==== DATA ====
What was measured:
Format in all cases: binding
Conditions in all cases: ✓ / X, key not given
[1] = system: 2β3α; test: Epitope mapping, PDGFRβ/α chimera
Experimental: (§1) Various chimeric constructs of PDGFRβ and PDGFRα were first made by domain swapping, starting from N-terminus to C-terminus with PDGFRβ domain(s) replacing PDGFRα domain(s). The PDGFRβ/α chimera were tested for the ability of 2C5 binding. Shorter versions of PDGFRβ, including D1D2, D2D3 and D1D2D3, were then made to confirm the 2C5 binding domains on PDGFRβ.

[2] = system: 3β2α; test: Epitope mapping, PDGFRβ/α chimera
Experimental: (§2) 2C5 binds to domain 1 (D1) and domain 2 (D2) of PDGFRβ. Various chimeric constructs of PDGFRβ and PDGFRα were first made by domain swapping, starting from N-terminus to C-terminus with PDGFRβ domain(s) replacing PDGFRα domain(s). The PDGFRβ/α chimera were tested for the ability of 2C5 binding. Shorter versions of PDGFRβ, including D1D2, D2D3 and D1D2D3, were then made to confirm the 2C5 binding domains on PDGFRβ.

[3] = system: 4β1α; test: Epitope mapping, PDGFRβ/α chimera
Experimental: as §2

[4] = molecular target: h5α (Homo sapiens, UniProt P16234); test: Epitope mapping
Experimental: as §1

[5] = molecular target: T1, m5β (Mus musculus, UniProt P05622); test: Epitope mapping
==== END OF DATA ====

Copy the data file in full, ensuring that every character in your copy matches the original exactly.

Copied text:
What was measured:
Format in all cases: binding
Conditions in all cases: ✓ / X, key not given
[1] = system: 2β3α; test: Epitope mapping, PDGFRβ/α chimera
Experimental: (§1) Various chimeric constructs of PDGFRβ and PDGFRα were first made by domain swapping, starting from N-terminus to C-terminus with PDGFRβ domain(s) replacing PDGFRα domain(s). The PDGFRβ/α chimera were tested for the ability of 2C5 binding. Shorter versions of PDGFRβ, including D1D2, D2D3 and D1D2D3, were then made to confirm the 2C5 binding domains on PDGFRβ.

[2] = system: 3β2α; test: Epitope mapping, PDGFRβ/α chimera
Experimental: (§2) 2C5 binds to domain 1 (D1) and domain 2 (D2) of PDGFRβ. Various chimeric constructs of PDGFRβ and PDGFRα were first made by domain swapping, starting from N-terminus to C-terminus with PDGFRβ domain(s) replacing PDGFRα domain(s). The PDGFRβ/α chimera were tested for the ability of 2C5 binding. Shorter versions of PDGFRβ, including D1D2, D2D3 and D1D2D3, were then made to confirm the 2C5 binding domains on PDGFRβ.

[3] = system: 4β1α; test: Epitope mapping, PDGFRβ/α chimera
Experimental: as §2

[4] = molecular target: h5α (Homo sapiens, UniProt P16234); test: Epitope mapping
Experimental: as §1

[5] = molecular target: T1, m5β (Mus musculus, UniProt P05622); test: Epitope mapping